Valuable church organ burned in fire

One thing that you have to give credit to Christianity is that it gave us some great organ music and some wonderful organs were built to play them. But via a reader, I learned of a historic church organ in our region that was destroyed by fire. The reader has a personal connection to the organ that increases his sense of loss, because his father was one of the people who was instrumental in getting the organ installed. He adds:

I last heard it played a couple years ago, when I visited Lorain for the memorial service for my parents. I can’t tell you how sad it is to know it’s gone forever. In a way, I’m glad my folks aren’t alive to see this tragedy.

I can understand his feeling. My own father was instrumental in raising funds to build a wonderful public library in the north of Sri Lanka where most Tamils in Sri Lanka live, while he was working there. During the civil war, the Sri Lankan government soldiers set fire to the building, destroying valuable archival Tamil documents in the process, as part of their efforts to spite Tamils by destroying their public facilities and the symbols of their heritage and culture. I too was glad that my father had died by then so that he did not see his labor of love being deliberately destroyed by barbarians who had no respect for knowledge and history.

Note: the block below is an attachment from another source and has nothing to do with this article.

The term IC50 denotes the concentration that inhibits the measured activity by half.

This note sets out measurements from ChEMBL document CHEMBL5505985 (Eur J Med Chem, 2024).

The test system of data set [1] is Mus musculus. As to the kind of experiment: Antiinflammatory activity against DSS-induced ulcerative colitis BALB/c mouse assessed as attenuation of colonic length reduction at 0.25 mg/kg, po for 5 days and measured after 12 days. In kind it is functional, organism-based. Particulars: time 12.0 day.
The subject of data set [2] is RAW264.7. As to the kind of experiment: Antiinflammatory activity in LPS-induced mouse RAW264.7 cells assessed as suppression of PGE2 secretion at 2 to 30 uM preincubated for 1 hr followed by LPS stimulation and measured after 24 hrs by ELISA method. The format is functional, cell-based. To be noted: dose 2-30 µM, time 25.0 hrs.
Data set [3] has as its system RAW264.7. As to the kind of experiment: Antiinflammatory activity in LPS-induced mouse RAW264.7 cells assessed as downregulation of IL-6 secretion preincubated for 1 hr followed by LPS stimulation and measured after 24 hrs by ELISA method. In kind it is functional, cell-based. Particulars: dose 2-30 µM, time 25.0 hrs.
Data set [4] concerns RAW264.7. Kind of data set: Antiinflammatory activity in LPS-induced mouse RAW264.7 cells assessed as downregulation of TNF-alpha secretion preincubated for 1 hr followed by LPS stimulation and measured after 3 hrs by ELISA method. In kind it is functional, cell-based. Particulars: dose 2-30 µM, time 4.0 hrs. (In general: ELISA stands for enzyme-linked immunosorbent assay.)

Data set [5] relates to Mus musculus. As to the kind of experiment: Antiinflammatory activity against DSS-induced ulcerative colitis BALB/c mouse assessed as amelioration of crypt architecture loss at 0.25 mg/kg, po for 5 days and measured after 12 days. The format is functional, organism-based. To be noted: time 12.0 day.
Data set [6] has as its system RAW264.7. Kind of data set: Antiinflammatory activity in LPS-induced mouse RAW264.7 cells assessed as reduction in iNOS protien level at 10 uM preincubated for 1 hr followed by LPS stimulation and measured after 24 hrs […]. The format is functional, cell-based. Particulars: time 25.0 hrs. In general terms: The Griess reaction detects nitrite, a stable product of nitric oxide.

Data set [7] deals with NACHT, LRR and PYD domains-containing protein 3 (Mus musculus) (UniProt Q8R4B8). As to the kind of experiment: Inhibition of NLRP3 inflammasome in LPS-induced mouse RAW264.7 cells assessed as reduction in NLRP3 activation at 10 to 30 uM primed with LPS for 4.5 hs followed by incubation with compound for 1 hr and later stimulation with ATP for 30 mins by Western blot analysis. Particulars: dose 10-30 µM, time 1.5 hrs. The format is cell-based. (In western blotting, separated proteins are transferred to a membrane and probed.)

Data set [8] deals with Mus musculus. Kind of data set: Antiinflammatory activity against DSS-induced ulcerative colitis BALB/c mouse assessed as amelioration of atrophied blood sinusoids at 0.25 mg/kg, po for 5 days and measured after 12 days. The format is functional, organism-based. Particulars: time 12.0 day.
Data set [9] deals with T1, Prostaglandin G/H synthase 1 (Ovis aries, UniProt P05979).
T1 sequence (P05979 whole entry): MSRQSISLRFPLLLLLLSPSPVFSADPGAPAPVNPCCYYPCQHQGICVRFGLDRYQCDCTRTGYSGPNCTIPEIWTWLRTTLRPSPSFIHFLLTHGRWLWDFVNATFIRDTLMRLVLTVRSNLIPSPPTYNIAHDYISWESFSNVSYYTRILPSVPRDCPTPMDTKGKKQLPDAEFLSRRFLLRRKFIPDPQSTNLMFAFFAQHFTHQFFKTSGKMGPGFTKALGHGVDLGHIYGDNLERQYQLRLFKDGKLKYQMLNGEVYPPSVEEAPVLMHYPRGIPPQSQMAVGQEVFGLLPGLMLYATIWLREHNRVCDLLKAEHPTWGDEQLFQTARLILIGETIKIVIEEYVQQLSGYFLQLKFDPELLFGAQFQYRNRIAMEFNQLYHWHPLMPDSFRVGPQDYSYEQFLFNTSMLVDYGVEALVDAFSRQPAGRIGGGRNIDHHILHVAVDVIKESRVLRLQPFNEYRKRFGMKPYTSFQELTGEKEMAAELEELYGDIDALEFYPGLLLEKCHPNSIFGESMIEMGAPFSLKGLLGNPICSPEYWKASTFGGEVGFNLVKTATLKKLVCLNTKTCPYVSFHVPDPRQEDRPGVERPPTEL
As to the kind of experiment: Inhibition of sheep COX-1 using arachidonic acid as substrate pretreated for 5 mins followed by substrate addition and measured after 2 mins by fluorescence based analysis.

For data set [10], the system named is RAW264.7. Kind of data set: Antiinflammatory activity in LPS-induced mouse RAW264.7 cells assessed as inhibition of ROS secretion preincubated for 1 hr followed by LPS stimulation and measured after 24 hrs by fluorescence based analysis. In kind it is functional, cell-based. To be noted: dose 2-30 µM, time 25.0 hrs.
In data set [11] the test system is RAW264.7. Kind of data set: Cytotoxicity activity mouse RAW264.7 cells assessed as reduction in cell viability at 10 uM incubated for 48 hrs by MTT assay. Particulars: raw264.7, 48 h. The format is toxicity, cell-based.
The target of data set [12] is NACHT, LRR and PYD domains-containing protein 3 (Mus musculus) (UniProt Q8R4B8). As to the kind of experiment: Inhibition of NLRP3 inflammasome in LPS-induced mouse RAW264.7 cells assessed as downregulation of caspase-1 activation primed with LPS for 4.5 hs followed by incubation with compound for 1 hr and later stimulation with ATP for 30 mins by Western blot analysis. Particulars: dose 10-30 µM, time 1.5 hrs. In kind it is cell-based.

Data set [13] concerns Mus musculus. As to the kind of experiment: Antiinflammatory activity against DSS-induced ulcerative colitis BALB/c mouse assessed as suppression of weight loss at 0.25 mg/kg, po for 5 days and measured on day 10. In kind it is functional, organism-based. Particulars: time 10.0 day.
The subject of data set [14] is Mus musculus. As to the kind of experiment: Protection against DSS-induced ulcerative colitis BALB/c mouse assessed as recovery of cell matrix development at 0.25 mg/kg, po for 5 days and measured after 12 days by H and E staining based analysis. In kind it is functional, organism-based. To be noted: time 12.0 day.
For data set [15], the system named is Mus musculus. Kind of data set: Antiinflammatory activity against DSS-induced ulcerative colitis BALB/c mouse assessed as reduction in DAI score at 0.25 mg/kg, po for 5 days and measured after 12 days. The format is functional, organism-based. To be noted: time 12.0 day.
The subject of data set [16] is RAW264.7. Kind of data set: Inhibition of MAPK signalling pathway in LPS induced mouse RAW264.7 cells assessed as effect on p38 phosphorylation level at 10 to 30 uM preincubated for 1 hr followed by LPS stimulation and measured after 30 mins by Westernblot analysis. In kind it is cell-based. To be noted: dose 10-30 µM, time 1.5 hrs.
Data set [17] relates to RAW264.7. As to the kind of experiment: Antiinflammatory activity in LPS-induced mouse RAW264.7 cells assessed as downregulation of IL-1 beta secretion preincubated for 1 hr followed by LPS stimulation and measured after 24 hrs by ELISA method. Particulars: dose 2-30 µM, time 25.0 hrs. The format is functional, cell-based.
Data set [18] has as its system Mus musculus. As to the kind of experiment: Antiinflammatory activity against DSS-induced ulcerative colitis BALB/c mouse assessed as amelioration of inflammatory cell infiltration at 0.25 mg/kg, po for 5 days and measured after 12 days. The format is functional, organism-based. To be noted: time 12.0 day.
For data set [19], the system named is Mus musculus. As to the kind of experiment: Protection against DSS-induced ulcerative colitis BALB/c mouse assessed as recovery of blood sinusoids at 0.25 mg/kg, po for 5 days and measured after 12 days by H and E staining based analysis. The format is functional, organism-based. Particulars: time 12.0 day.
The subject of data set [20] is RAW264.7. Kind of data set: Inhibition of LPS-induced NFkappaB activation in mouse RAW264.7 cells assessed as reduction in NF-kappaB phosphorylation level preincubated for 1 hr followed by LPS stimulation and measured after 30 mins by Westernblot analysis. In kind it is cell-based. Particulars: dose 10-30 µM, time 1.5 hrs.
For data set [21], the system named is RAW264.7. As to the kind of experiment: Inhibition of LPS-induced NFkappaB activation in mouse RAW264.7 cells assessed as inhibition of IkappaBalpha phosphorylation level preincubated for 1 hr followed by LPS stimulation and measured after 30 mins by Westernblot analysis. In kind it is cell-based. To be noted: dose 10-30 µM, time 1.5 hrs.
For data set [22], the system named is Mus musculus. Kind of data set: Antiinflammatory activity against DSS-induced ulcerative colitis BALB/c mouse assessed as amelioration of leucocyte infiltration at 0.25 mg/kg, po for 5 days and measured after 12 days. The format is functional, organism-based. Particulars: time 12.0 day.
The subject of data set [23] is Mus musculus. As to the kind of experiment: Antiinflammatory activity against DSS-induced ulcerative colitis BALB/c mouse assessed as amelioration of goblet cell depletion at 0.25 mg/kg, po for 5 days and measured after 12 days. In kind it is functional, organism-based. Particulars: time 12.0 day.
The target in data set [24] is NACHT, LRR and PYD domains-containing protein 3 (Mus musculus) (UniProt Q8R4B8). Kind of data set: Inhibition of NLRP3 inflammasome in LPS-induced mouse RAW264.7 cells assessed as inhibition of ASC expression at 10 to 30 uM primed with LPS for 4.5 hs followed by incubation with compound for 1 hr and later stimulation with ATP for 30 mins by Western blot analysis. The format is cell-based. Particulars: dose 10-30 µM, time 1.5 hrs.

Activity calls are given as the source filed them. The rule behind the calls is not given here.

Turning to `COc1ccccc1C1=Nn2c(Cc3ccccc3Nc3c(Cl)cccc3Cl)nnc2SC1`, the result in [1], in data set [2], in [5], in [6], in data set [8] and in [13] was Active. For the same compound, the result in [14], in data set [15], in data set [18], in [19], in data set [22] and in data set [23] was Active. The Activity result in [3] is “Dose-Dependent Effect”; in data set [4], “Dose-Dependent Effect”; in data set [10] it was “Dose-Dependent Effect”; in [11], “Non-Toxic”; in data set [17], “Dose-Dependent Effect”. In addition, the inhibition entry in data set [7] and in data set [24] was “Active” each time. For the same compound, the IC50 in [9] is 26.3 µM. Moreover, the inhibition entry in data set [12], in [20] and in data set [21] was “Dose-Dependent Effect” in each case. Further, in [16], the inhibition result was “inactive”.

1. DonDueed says

    Thanks for this, Mano.

    It’s remarkable how very much alike people’s feeling can be in similar situations, though they may come from widely differing cultures and a world apart.

    I just hope that church fire was a tragic accident and not somebody’s deliberate action, as was your father’s library fire.

  2. Lassi Hippeläinen says

    On the other hand, there isn’t much secular organ music, because all the best organs are in churches.

  3. DonDueed says


    True, but of course much of the repertoire is religious in name only, since it’s instrumental rather than choral. Notes are just notes, after all. They don’t come with metadata that tags them as being played for the sake of some god.

    And there’s always Whiter Shade of Pale.

  4. lorn says

    There is good news and bad.

    The good news is that some of the best organs have been studied in detail and could be reproduced.
    The bad news is it would be so labor intensive, specialized and expensive a project that it is unlikely that it is unlikely they will be recreated.

    Those organs, and the grand churches, were products of a unique time when religion was so powerful and wealthy that no expense or effort was beyond what could be afforded.

    On the other hand, with new materials and wealth concentration there are now individuals that could create modern grand organs that might sound better than they ever. With newer light weight materials it might be possible to make one modular and truck portable.

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